Leanne then laid down the law for the dress code on the day. As they did not know how well Alan would be, she wanted almost everyone to wear their pyjamas! That way, Alan did not have to worry about the possibility of being unable to dress up, as originally planned, in his highland outfit, and he would not feel out of place. Most of the guests were happy with this, though a few had reservations. To add a bit of formality to the occasion the Piper and I were to be in Highland outfits, but everyone else was to be in their PJ’s. Both were adamant that despite Alan’s illness, it was to be a fun and relaxed day.
Alan’s son, Ross would be in charge of the catering - a themed Breakfast with cereal, fry up, black pudding, kedgeree, croissants, jams and marmalade. There would also be three cakes; one traditional three-tiered, and two large ice cream cakes, one of millionaires shortbread and the other of lemon meringue ice cream.
In the event, Alan’s treatment commenced with radiotherapy and chemotherapy and the hospital carefully worked out the dates so that Alan could be at home for the wedding.
In traditional manner, the bridegroom stayed away from the bride on the eve of the wedding and his so-called friends arranged a surprise stag night which left him in a bed covered with pine cones and clutching a teddy bear. This all happened despite him being sober, so what would have happened otherwise we can only speculate.
On the day the weather wouldn’t play ball for an outside ceremony so we had to settle for an intimate indoor wedding by the roasting fireplace. Alan had prepared for an outside wedding and had his thermals on under his pyjamas. As we waited by the fire (slowly cooking), for Leanne to arrive, I asked Alan if he knew what she would be wearing (a sensible question, I thought, given her previous suggestion of wedding attire). Alan said he had left it to her whether classically sexy or funny, like his.
The wail from the drones, as the piper prepared to play, heralded her imminent arrival from next door. Leanne appeared, in funny PJ’s, accompanied by the dogs - also suitably attired in their very own PJ’s!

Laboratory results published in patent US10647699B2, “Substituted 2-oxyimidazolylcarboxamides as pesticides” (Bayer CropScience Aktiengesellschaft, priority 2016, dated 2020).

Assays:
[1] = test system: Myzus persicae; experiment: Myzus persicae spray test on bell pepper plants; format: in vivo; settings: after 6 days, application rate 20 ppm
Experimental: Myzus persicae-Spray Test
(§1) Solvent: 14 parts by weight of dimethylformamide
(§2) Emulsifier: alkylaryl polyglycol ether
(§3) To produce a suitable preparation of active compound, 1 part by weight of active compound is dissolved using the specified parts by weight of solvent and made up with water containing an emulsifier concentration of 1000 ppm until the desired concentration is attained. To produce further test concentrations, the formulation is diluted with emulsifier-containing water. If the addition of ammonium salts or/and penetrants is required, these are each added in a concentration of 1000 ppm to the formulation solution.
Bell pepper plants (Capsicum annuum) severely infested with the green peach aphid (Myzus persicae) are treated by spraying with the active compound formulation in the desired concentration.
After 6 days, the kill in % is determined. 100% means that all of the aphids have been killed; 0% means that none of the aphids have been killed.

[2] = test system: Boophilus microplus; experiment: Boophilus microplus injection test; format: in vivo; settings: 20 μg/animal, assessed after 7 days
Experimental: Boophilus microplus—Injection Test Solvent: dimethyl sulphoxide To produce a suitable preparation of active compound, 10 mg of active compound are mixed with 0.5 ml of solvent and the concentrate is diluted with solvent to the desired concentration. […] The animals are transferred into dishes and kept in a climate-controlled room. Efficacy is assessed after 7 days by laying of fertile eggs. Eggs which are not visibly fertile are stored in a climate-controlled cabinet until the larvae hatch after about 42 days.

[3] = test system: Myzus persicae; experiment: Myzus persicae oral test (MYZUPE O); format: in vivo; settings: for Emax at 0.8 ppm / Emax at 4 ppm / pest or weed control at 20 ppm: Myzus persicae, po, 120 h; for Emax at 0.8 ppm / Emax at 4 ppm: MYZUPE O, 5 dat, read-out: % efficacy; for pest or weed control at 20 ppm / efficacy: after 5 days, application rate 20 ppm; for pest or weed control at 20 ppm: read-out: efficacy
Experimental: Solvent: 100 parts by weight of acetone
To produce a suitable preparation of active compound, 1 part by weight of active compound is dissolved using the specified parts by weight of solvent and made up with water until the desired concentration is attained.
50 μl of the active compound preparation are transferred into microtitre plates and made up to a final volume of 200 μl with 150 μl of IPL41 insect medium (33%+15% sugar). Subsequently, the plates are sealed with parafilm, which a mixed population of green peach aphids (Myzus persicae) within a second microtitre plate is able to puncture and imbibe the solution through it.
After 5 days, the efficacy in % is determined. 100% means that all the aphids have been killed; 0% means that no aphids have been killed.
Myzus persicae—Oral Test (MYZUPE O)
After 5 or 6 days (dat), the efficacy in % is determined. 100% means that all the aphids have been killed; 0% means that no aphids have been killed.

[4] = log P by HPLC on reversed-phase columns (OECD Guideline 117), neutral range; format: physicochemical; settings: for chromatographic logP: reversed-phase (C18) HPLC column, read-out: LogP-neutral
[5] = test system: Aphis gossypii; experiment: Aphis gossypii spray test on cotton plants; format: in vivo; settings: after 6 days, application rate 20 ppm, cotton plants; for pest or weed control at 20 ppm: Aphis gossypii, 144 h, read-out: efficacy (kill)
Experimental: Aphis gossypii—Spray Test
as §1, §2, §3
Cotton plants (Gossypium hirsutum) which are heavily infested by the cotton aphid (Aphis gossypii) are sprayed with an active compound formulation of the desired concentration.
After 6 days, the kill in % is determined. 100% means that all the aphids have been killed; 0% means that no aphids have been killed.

Leanne and Alan on their wedding.
“The wedding may not have been as we originally thought, but it was a great success. Despite my illness, we both wanted a relaxed and fun ceremony, as that is us. The guests had no idea it was going to be so relaxed or as much fun. The Mexican hug took everyone by surprise and broke down any potential barriers and, from that moment, we could see them relax. When it came to our story - our wedding vows, the important words about us, our friends and the way we care about each other and them - we could see those words register with them as it reflected in their faces. There were even a few tears.
After the ceremony we were able to get out to the garden for the photos and everybody was so positive about the ceremony and how they had enjoyed it immensely. Everyone then joined in helping to make the meal, and the party began. About 8 o’clock some decided to take the dogs for a walk and headed towards the village, tinnies in hand, and still in their PJ’s - as were the dogs.
All in all we had a great day and when the last guest left at 11 o’clock, we just sat and relaxed with Ross, his partner Fatima and Alan's twin brother, going over a perfect day.
We still laugh about it now. Our friends have been warned that if they liked the wedding they should wait for the next part. We were really pleased at the number of family and friends who made the effort to attend and had such a good day, even if one had to run off for a while to help his father with a calving. His father said to him “I thought you were at a wedding, what’s the PJ’s about? He couldn’t believe the answer”
What they did not say was that Leanne had heroically accomplished in seventeen days the organisation of exactly the wedding they wanted while Alan was undergoing his treatment and she was rightly very pleased with herself, as she is more of an animal than a people person.
I was immensely delighted to meet up with them again recently to find Alan looking really well and actually looking forward to returning to work in April. My only worry now is - what is in store in the ‘next part’ they promised their guests?
I’ll leave the final word to Leanne:
“My wedding attire will be the most worn wedding outfit in history - especially when the winter hits!”